Bush seeks to ease Americans' fears over economy

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George Bush sought to calm Americans' fears about the economy on Monday while charting a course he hopes will keep him relevant in his final year in office.

With the specter of recession supplanting the Iraq war as the top US concern, the President acknowledged in his final State of the Union address that growth was slowing but insisted the country's long-term economic fundamentals were sound.

He prodded Congress to act quickly on a $150 billion economic stimulus package laid out out last week and resist the temptation to "load up" the plan with additional provisions.

"In the long run, Americans can be confident about our economic growth. But in the short run, we can all see that growth is slowing," Bush said in a globally televised speech to Congress.

Politically weakened by the unpopular war in Iraq, eclipsed by the race to choose his successor and scrambling to stave off lame-duck status, Bush presented no bold new ideas.

Bush urged Americans to be patient with the mission in Iraq almost five years after the US-led invasion.

He touted security gains in Iraq he ascribed to a troop buildup ordered last January but gave no hint of any further troop reductions there, asserting that such decisions would depend on his commanders' recommendations.

Calling on Iran to "come clean" on its nuclear program, he issued a stern warning to Tehran, which he had branded part of an "axis of evil" in his 2002 State of the Union speech.

"Above all, know this: America will confront those who threaten our troops, we will stand by our allies, and we will defend our vital interests in the Persian Gulf," Bush said.

Bush's seventh State of the Union speech was a chance to set the tone for his waning months in the White House and try to salvage his frayed legacy before he leaves in January 2009.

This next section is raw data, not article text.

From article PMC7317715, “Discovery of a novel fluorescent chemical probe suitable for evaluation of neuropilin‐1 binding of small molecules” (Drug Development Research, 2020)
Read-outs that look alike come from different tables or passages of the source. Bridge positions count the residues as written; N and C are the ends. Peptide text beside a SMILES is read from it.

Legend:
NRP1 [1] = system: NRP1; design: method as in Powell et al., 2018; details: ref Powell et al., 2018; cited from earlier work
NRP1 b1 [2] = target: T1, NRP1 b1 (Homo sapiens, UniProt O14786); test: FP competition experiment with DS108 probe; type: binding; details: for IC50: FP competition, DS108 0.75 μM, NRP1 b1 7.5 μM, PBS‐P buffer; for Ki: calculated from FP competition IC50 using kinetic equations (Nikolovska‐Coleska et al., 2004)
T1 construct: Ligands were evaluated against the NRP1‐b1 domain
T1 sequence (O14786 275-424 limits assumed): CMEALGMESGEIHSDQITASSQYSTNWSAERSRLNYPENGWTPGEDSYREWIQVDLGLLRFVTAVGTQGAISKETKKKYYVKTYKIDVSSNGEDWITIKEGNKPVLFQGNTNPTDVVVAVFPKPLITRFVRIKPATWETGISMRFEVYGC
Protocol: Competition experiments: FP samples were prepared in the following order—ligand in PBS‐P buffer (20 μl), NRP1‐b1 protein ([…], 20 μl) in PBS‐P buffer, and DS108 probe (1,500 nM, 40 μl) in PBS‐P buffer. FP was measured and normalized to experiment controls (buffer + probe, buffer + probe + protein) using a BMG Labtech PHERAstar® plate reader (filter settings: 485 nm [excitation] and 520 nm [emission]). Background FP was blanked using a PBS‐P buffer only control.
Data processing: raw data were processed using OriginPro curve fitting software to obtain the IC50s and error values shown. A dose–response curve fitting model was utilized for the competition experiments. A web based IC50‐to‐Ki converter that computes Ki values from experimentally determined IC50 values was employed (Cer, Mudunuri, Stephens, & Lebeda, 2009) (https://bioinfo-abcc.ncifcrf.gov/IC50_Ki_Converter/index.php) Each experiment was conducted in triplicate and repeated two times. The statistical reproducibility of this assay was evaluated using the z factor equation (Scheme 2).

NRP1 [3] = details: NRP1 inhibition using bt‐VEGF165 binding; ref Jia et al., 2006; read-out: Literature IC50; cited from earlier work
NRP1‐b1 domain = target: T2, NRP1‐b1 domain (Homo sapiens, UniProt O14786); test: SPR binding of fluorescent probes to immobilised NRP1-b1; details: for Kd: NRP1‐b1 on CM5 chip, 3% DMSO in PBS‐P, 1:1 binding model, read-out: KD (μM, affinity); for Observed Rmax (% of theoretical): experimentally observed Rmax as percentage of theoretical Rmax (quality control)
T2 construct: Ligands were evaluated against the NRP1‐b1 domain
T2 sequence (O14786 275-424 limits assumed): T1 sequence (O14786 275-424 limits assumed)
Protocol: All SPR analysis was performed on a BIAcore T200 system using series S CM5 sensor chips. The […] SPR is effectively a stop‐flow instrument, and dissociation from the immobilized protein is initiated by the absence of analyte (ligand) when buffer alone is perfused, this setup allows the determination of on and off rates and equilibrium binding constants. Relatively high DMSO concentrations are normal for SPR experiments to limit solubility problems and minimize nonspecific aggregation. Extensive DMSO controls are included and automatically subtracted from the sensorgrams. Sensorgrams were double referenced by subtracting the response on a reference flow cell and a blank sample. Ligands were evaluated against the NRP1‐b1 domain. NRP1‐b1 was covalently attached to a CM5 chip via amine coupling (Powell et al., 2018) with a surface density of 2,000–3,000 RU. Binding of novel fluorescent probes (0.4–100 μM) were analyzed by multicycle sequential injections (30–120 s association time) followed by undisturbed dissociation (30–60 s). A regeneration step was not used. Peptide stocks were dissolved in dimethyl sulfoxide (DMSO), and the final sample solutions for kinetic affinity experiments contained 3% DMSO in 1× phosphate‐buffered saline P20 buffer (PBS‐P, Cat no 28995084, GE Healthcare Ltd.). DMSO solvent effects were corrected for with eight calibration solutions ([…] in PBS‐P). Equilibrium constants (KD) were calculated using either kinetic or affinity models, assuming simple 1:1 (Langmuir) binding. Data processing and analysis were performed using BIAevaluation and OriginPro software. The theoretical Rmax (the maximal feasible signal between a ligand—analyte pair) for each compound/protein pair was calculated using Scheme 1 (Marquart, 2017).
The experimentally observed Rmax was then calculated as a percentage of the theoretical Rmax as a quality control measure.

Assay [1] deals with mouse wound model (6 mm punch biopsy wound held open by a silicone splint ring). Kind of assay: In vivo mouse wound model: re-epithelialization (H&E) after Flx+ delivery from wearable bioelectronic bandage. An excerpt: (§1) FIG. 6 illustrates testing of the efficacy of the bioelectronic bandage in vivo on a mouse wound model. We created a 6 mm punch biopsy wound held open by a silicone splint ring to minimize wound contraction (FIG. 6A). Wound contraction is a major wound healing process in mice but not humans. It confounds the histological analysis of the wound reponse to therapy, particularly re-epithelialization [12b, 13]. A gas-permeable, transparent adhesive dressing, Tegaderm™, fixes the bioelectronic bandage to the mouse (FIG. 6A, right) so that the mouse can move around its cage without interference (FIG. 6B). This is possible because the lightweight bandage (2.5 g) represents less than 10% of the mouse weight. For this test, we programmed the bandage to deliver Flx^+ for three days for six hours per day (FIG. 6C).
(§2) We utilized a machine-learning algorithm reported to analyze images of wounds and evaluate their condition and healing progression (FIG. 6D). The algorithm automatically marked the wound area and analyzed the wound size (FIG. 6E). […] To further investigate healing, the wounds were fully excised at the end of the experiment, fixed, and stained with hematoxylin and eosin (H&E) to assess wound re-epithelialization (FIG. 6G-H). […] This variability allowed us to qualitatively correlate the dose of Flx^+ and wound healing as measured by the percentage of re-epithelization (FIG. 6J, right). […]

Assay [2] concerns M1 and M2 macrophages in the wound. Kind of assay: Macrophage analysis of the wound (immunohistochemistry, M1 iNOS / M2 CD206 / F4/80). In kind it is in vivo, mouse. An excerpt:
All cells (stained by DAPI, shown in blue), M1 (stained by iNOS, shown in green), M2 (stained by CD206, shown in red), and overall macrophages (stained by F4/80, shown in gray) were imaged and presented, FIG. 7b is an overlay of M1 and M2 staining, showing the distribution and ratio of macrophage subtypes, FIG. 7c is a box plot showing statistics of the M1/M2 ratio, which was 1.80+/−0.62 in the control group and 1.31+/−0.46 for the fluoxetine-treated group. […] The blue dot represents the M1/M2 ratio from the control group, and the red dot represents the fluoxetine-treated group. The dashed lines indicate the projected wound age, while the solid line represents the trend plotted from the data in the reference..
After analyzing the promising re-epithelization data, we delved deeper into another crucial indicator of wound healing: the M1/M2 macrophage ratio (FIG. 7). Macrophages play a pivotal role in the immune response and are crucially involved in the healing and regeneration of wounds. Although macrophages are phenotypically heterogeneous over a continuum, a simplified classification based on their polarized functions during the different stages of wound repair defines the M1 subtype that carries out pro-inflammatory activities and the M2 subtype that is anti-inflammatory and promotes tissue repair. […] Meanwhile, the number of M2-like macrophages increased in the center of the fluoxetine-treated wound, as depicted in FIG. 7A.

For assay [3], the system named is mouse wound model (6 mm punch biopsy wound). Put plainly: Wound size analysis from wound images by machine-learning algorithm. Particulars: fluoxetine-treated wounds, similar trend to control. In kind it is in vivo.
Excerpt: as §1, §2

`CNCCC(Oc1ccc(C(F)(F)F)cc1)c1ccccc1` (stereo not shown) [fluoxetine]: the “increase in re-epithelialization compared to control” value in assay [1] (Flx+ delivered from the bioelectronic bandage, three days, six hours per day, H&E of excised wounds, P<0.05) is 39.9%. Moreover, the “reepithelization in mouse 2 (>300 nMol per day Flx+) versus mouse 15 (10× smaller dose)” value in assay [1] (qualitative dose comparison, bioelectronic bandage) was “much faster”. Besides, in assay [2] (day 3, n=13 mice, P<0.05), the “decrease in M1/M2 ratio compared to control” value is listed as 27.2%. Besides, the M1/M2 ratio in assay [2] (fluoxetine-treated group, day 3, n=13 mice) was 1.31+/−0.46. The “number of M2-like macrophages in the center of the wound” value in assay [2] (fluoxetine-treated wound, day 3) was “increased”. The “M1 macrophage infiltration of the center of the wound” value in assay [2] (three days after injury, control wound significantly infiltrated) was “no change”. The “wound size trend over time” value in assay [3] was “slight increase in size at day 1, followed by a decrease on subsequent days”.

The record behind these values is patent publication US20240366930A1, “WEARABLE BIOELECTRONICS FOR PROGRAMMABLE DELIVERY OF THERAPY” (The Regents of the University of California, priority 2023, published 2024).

Sandwiched between Saturday's Democratic presidential primary in South Carolina and Tuesday's Republican contest in Florida, Bush will struggle to make himself heard above the growing din of the 2008 election campaign.

Democratic White House hopefuls Sens. Hillary Clinton and Barack Obama attended the speech but Republican Sen. John McCain was campaigning in Florida where voters will choose their preference for the Republican nominee on Tuesday.

"What he offered was more of the same - a frustrating commitment to the same failed policies that helped turn record surpluses into large deficits, and push a thriving twenty-first century economy to the brink of recession," Clinton said.

But topping Bush's agenda was a push for congressional passage of a stimulus package meant to avert recession in an economy suffering from high oil prices and a housing slump.

"At kitchen tables across our country, there is concern about our economic future," Bush said, acknowledging rising food and gas prices and increasing unemployment.

He is trying to head off attempts by some Senate Democrats to expand the plan beyond the tax rebates and business investment incentives agreed with House of Representatives leaders last week.

The impetus for compromise is that no one, least of all an unpopular president nearing the end of his watch, wants to be blamed for an economic meltdown before the Nov. 4 elections.

Some economists say the stimulus measures may buy time but will not be enough to solve the woes that have roiled global financial markets.

"We're going to engender another bubble here because they're bailing the consumer and they're bailing out banks," said Michael Pento, senior market strategist at Delta Global Advisors in California.

Delivering the Democratic response to Bush, Kansas Gov. Kathleen Sebelius called the stimulus plan only a "temporary fix" and urged Democrats and Republicans to work together so "we won't have to wait for a new president to restore America's role in the world."

On Iraq, Bush was in a better position than a year ago, when he implored skeptical Americans to embrace his plan to send thousands more troops to Iraq.

"Our enemies in Iraq have been hit hard," he said. "They have not been defeated, and we can still expect tough fighting ahead."

He announced no new troop reductions despite continuing calls from Democrats for a withdrawal timetable, something polls show most Americans want as well.

Taking aim at Iran, Bush pressed Tehran not only on its nuclear program but to "cease your support for terror abroad."

Bush's ability to rally international support against Iran has been diminished by a US intelligence report that Tehran abandoned its nuclear weapons program in 2003.

Bush, a latecomer to the fight against global warming, also committed $2 billion for a new international fund to promote clean energy technologies and combat climate change.

He has faced international criticism for repeatedly rejecting caps on greenhouse gas emissions in the United States, the world's biggest polluter.